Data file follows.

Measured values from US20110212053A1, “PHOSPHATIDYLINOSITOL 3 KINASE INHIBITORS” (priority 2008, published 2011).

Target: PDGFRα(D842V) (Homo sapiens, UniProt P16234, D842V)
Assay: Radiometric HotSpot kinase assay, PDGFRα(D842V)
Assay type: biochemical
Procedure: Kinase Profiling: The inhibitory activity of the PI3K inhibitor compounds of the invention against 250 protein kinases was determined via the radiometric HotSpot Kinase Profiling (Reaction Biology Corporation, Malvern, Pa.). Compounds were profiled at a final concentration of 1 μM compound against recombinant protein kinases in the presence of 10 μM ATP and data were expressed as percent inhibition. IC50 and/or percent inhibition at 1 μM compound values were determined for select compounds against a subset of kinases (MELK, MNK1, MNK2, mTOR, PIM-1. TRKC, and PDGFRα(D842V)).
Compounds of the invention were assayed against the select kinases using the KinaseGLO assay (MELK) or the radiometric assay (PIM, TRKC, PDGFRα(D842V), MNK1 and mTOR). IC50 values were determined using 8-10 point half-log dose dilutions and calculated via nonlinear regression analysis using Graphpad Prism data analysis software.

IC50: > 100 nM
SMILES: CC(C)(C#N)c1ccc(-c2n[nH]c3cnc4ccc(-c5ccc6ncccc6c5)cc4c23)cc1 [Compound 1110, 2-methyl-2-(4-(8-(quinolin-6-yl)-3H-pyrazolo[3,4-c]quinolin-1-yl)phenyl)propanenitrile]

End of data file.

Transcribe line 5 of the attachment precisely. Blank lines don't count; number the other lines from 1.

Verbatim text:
Procedure: Kinase Profiling: The inhibitory activity of the PI3K inhibitor compounds of the invention against 250 protein kinases was determined via the radiometric HotSpot Kinase Profiling (Reaction Biology Corporation, Malvern, Pa.). Compounds were profiled at a final concentration of 1 μM compound against recombinant protein kinases in the presence of 10 μM ATP and data were expressed as percent inhibition. IC50 and/or percent inhibition at 1 μM compound values were determined for select compounds against a subset of kinases (MELK, MNK1, MNK2, mTOR, PIM-1. TRKC, and PDGFRα(D842V)).